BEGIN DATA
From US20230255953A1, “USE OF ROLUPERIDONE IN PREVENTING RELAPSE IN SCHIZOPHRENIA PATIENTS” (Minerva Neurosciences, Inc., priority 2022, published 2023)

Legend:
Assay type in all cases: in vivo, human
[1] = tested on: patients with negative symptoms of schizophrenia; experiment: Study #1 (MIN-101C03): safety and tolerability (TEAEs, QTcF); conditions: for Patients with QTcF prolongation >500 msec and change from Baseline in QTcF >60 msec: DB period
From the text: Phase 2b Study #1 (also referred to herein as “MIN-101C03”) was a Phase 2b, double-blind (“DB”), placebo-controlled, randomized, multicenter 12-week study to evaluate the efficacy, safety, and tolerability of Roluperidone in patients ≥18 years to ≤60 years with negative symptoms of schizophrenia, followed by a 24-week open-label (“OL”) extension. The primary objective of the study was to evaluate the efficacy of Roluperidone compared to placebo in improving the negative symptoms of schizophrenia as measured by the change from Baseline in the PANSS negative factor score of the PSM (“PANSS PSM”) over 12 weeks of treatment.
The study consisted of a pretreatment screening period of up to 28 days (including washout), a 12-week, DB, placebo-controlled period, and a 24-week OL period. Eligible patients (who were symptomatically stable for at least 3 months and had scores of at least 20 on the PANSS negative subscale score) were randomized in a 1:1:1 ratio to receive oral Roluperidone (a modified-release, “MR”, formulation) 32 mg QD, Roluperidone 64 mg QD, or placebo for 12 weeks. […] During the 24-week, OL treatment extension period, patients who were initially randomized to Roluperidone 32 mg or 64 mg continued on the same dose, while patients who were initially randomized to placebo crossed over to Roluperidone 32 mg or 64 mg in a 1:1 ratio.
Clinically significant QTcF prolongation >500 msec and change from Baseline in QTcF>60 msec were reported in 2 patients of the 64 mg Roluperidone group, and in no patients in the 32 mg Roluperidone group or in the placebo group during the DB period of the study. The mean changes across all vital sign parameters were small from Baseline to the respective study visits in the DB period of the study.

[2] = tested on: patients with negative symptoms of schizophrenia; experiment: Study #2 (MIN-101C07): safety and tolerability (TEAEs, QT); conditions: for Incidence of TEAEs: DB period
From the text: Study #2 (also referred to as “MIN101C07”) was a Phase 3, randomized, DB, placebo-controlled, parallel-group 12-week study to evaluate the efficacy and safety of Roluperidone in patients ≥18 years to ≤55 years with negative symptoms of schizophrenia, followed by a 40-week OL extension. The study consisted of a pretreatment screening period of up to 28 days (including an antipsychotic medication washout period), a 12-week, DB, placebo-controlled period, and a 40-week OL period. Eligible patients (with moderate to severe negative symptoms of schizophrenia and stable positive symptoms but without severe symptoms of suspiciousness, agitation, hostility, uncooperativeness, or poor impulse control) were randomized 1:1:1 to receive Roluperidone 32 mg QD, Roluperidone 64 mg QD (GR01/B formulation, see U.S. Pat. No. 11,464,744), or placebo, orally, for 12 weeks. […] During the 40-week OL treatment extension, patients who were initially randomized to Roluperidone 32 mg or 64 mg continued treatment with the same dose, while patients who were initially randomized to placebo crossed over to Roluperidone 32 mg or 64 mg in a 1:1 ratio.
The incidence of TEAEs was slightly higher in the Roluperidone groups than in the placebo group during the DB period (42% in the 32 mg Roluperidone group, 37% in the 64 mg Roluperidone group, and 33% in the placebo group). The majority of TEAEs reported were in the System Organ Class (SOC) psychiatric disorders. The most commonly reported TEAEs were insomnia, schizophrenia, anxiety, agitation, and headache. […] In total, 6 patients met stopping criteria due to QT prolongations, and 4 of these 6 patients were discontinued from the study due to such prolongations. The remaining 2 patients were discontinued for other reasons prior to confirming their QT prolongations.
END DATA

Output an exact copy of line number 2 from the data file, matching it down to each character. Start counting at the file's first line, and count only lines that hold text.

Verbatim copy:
Legend: